Practical Problems and Solutions.
Schinkel’s Schloss Bridge design was meant to mark the end of a street as long as the Champs Elysees axis in Paris, which also ended against a royal palace. The Schloss Bridge was never meant to be just a minor link of an even longer, elongated street. For vehicles, routes could be altered. In my opinion, regarding car traffic in Berlin, a certain acquiescence at this spot would be desirable, and hardly cause any problems elsewhere. Between the blob of the cathedral and the adjacent Pharmacy there would be of course pedestrian and bicycle passage ways.
As for the public Agora the officials ask for within the Schloss I explained that historically an extendability on the same level of public space inside and outside the Schloss would make no sense, and would even make the rebuilt Schloss incomprehensible in its environment. Therefore, it is very good that the Agora is on the roof, being solely part of the building, not of the square, not at the same level of the Lustgarten as a sort of inner court extension of that same Lustgarten.
The division of the old Schloss into six or seven of its horizontal layers (storeys), each of which would be realised by a next generation, that is according to a rhythm of thirty years between each of them, means that to build the whole of the old Schloss would approximately take two centuries to go. This makes the enterprise into a rare and therefore very attractive event. It is an example of extreme ritenuto which evokes long-term expectations, and open possibilities for the generations to come. It might attract a lot of visitors not only on its roof. The same division makes the realisation financially and functionally much more flexible and easier. It means that the official wish to reserve the building for mainly cultural functions (with the adjacent commercial ones such as cafes, restaurants, bookshops, videoshops, cinemas, which nowadays form an intrinsic part of them) might be rather easily realised.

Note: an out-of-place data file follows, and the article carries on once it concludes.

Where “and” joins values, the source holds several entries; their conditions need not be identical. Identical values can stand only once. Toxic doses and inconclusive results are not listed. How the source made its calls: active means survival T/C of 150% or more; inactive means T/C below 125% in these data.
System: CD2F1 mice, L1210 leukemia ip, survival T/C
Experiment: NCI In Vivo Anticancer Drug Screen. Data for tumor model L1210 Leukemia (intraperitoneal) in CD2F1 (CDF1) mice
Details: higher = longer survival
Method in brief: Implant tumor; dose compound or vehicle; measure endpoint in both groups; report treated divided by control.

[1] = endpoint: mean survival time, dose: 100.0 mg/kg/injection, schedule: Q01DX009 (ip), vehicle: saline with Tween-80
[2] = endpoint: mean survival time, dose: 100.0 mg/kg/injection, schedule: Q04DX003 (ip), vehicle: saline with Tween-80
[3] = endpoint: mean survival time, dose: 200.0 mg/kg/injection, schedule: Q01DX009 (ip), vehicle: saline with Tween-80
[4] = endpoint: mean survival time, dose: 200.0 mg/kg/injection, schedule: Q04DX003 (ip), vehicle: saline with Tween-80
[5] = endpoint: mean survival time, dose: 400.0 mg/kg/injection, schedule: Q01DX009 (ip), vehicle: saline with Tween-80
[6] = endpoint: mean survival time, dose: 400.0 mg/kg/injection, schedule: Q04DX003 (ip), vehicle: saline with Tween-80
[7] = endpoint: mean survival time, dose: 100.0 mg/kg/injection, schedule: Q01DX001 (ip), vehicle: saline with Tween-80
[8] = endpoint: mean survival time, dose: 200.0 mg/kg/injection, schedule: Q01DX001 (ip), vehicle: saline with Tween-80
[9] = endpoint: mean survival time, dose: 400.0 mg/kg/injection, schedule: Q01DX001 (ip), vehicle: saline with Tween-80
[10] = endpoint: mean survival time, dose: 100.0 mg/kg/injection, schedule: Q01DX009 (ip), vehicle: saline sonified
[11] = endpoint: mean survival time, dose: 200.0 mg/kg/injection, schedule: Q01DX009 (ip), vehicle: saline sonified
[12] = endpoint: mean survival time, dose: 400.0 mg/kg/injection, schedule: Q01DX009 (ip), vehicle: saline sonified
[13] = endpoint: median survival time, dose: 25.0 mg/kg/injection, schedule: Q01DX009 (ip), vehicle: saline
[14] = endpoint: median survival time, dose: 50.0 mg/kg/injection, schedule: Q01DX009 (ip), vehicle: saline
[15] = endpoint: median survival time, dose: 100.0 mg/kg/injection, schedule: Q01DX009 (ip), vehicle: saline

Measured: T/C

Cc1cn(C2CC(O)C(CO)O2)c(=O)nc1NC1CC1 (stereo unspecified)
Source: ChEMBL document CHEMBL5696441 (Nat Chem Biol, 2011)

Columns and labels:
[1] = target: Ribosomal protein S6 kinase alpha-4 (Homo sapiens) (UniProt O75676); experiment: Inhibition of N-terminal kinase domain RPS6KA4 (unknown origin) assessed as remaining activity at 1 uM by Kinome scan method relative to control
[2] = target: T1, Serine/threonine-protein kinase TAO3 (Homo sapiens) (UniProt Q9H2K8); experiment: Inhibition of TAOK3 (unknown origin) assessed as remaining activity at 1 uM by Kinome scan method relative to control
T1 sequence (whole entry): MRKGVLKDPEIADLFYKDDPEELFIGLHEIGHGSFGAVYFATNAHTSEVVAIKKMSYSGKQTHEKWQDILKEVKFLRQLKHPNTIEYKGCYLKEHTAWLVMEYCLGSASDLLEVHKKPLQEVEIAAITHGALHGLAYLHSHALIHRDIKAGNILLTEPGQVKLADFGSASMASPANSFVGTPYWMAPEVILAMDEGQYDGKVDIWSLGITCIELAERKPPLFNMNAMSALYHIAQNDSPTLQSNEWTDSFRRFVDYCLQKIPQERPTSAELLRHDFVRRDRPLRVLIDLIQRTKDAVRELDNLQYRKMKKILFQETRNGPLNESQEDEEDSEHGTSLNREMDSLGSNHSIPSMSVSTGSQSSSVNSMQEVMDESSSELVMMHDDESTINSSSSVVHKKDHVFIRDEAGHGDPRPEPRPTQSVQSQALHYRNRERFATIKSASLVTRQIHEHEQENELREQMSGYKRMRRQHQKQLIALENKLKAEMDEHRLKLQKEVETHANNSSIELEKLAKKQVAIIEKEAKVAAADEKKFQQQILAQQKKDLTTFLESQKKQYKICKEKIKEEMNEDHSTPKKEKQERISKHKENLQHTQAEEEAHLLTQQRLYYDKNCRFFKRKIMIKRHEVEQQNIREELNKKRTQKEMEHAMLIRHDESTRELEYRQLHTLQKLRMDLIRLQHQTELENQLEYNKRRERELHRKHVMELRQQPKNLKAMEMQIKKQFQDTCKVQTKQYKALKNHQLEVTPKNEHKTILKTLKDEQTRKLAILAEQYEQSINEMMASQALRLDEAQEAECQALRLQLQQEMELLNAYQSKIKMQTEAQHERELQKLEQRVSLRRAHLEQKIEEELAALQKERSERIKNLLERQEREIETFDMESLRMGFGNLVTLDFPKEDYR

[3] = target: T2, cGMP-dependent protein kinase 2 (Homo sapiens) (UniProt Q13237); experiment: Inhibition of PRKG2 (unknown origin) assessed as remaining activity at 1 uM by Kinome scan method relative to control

Since building materials do not cost as much as labour anymore, basement, ground, and other floors may have quite heavy constructions, in order to bear the future floors on top of them. Or, on the other hand, empty or negative spots for future load bearing columns may be left out at lower floor levels in order to initially erect lighter and later to-be-filled-in constructions within the always heavier walls of the old Schloss façade.

Hermann G. Pundt, Schinkels Berlin (Berlin: Propyläen Verlag, 1981).
Peter Springer, Schinkels Schlossbrücke in Berlin. Zweckbau und Monument (Berlin: Propyläen Verlag, 1981).

Tags for this post:

0 comment(s)
Blog posts   << Previous post | Next post >>